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St. Lukes Blog
St. Luke's

St Luke's Episcopal Church
170 Councill St
Boone, NC 28607
828-264-8943

Jesus said What?

The Rev. Cynthia K. R. Banks; The Sixteenth Sunday after Pentecost—PR 18—Year C; Deuteronomy 30:15-20; Psalm 1; Philemon 1-21; Luke 14:25-33

Oh, I’d love to preach on Deuteronomy today, or Psalm 1, or Philemon, but that’s not where we all went “Huh?” No, we gotta go with Luke.

“Whoever comes to me and does not hate father and mother, wife and children, brothers and sisters, yes, and even life itself, cannot be my disciple,” so sayeth Jesus to the large crowds who were traveling with him, and not just like tossing this phrase over his shoulder. No, he turned to them and said, “Whoever comes to me and does not hate father and mother, wife and children, brothers and sisters, yes, and even life itself, cannot be my disciple.” Hate? Really, Jesus, do you mean hate? I mean, I don’t want to hate my mother; I’ve spent the better part of my adult life apologizing to my mother for my attitude as a teenager and young adult. And I don’t want to hate my husband and children, I work hard at those relationships; and I sure don’t want them to hate me. And I’ve got great siblings, they are a blessing in my life; I don’t want to hate them. Really, Jesus, are you saying that to follow you, I have to throw them all under the bus?

And hating my life? But life is a gift, why would you want me to hate it? Oh, and by the way Lord, you’re not being ethically consistent here. You’re the one who told us to love one another as you have loved us. You’re the one who told us that you came that we might have life and have it abundantly. I’m confused. Are you confused? Good, we’re confused together.

So, let’s turn to the greek because the greek often clarifies things. So, the word for hate in the greek is μισέω, and it means “to hate, to pursue with hatred, to detest.” Oh, so hate means hate. No hidden meaning here to save us; no nuance in which we can rest today. Nope, we’re going to have to wrestle this one to the mat in order to find blessing in this text.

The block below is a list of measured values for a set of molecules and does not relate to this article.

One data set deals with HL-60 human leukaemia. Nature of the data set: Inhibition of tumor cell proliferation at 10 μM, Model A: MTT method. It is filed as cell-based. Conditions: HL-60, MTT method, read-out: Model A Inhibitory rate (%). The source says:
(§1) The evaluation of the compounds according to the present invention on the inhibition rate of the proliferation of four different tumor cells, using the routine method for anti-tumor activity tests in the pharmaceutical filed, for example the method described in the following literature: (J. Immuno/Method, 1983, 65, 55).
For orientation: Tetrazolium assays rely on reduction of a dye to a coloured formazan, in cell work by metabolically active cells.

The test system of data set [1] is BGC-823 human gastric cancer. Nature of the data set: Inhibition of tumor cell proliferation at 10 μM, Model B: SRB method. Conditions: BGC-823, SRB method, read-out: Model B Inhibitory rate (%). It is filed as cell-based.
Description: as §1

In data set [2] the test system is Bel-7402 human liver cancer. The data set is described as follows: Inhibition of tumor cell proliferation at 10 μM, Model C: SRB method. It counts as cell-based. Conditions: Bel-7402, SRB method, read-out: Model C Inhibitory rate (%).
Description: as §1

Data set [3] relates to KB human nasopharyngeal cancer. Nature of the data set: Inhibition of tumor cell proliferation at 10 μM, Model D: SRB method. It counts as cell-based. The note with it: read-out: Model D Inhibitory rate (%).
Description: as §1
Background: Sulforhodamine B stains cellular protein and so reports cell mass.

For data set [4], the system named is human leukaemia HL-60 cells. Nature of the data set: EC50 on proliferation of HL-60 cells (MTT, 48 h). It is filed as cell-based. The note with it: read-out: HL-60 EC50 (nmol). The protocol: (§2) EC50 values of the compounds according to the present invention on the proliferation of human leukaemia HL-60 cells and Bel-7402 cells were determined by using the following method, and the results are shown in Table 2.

So, let’s unpack hate a little deeper. In fact, some of us gathered this past Wednesday to join others in our community for a conversation sponsored by the NAACP Unpacking Our Own Hate. We started with the question, “What is hate?” We talked about how it’s on a continuum with anger and resentment and how it’s a strong emotion. We talked about how betrayal can take us there. We talked about how, in hate, we don’t feel empathy for the other. We talked about how it has something to do with the story about another that’s running in our head on a constant loop that is unhinged from reality. We talked about how hate is a hardened place—hardened anger, hardened resentment, hardened lack of empathy. And many confessed that as good, southern, nice people—we just don’t do these kind of emotions.

Then, there’s the casual way we throw around hate. I hate Brussel sprouts. As a KY fan, I hate Duke basketball—that little matter of a basketball game 24 years ago, not that I hold on to things.

And then there’s the hate that cannot see the other as human in the same way that I’m human—that can’t see them as good ol’ flesh and blood, holy, beloved of God, broken just like me, and so we de-humanize them—we hate people of other races or religions or genders or sexual identities or social and economic classes or political beliefs.

Webster’s defines hate this way: intense hostility and aversion usually deriving from fear, anger, or sense of injury; extreme dislike or antipathy. Antipathy—I think that’s like the opposite of empathy.

But here’s the thing about hatehate isn’t just an abstract thought, or belief, or position, and hate isn’t just a really strong feeling; there is an energetic to hate. And much as we would like to believe that hate places distance between us and the object of our hate; hate actually binds us to that which we hate, just like a magnet. The energetic of hate is all about attachment.

So, let’s put a placeholder here, and look at the rest of this passage from Luke. Jesus goes on to say, “Whoever does not carry the cross and follow me cannot be my disciple.” Then he talks about assessing your resources and knowing your limits before embarking on a building project and how kings assess their strength before going to war. And then we come to Jesus’ closing statement, the summation of this chunk of teaching, “So therefore, none of you can become my disciple if you do not give up all your possessions.” Carrying the cross, being willing to die; knowing your resources and limits, being willing to let go of a vision; knowing when to engage and knowing when to surrender. Being willing to give up all your possessions; being willing to give up possessing at all. Now we’re beginning to drop down into the depths of this confusing teaching from Jesus; now we’re getting down to the core.